Chelsea manager Thomas Tuchel expressed his frustration at being plagued with questions on Russia’s invasion of Ukraine with the future of the club’s ownership structure still unclear.
Russian billionaire Roman Abramovich on Saturday revealed he plans to place his ownership of the European champions into the “stewardship and care” of the Chelsea Foundation’s trustees.
Abramovich has not been named on a growing British sanctions list targeting Russian banks, businesses and pro-Kremlin billionaires.
But British Liberal Democrat MP Layla Moran used parliamentary privilege last week to name Abramovich as one of 35 “key enablers” to President Vladimir Putin who should be sanctioned personally by the UK.
Ahead of Wednesday’s FA Cup fifth round tie at Luton, Tuchel was repeatedly asked about the atrocities of the war and what Abramovich’s stance means for the club going forward.
“Listen, you have to stop, honestly. I’m not a politician,” said Tuchel.
“I never experienced war. So even to talk about it, I feel bad, because I’m very privileged, I sit here in peace.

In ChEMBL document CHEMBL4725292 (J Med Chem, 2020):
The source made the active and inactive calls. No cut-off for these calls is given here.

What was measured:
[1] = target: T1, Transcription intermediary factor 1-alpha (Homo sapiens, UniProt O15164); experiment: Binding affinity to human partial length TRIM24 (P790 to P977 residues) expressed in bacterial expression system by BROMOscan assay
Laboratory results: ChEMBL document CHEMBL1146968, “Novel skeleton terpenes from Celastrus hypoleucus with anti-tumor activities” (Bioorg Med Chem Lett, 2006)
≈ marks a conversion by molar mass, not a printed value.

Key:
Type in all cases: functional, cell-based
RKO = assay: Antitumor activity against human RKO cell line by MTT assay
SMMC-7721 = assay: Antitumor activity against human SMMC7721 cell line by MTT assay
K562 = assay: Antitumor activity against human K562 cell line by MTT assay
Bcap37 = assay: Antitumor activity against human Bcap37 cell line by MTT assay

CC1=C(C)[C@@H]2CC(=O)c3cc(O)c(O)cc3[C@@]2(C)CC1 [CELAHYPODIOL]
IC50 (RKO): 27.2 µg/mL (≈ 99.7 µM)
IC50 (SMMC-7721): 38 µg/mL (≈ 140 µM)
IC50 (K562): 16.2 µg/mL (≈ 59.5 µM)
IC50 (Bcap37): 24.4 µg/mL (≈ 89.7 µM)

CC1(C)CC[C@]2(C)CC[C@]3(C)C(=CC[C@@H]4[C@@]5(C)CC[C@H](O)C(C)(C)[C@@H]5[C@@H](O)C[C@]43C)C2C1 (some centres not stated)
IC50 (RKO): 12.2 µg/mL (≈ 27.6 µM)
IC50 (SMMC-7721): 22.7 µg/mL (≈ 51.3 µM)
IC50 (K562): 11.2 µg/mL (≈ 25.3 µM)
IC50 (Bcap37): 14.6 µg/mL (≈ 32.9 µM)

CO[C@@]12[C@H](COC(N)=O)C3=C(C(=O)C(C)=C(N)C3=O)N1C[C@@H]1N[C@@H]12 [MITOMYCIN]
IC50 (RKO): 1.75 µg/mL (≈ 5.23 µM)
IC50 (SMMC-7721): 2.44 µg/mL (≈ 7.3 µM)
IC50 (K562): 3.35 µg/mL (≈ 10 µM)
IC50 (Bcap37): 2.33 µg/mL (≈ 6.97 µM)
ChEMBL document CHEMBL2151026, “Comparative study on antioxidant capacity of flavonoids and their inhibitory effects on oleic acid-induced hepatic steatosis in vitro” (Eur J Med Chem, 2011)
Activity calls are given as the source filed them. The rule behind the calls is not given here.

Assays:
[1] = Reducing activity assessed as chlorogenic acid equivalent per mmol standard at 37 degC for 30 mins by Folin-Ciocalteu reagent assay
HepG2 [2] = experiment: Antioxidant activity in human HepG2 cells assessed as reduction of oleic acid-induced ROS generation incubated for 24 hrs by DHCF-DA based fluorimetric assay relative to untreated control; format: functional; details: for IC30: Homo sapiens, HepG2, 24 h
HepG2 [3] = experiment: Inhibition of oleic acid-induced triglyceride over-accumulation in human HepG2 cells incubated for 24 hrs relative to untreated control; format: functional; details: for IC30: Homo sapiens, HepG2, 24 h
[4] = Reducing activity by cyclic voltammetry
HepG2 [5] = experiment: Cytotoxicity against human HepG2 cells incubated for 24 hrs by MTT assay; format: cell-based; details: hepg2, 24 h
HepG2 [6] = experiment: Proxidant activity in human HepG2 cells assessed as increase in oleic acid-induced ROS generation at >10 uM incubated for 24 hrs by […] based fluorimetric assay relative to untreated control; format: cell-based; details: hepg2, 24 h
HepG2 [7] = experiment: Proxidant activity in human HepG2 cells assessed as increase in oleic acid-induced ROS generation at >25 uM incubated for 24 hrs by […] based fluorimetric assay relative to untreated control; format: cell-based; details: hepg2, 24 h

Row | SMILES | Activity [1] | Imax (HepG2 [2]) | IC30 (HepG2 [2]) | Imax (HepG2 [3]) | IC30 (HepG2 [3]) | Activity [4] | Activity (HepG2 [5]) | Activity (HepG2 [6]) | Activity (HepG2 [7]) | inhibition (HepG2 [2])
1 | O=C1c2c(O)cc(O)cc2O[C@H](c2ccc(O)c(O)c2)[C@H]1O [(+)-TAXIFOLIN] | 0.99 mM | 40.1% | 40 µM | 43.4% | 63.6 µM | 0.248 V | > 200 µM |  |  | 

“I do the best I can because you have to stop asking me these questions because I have no answers for you.”
Tuchel insisted that the day-to-day football operations of the club have not been affected by Abramovich stepping back, with director Marina Granovskaia and technical and performance advisor Petr Cech still in position.
“For me as a coach and in charge of the first team that decision does not change too much the daily business,” he added.
“Because I’m in the daily exchange with Petr Cech and very regular exchange with Marina about how to improve the first team.
“This will not stop because they stay in charge. But the role from Mr. Abramovich is not on me to comment, because I simply don’t know enough about it.”
On the field, Chelsea lost out on the first domestic silverware of the season in a marathon penalty shootout against Liverpool in Sunday’s League Cup final at Wembley.
But they still have two more trophies to play for in the FA Cup and Champions League, as well as looking to consolidate their position in the top four of the Premier League.
Tuchel admitted the scenes from Ukraine are proving a “distraction” but believes most people in Europe are facing the same problem.
“There is a huge distraction now going on and we are worried,” he added.
“But at the end, we still try to create an atmosphere to come to work and focus on our work which is our passion and we are very, very grateful and very privileged to have it.
“It’s not that big a problem. But I think everybody in Europe, more or less, has some noise in their heads that nobody likes.
“Maybe it’s the same for you but still you try to do your job as best as possible, and it’s the same for us.”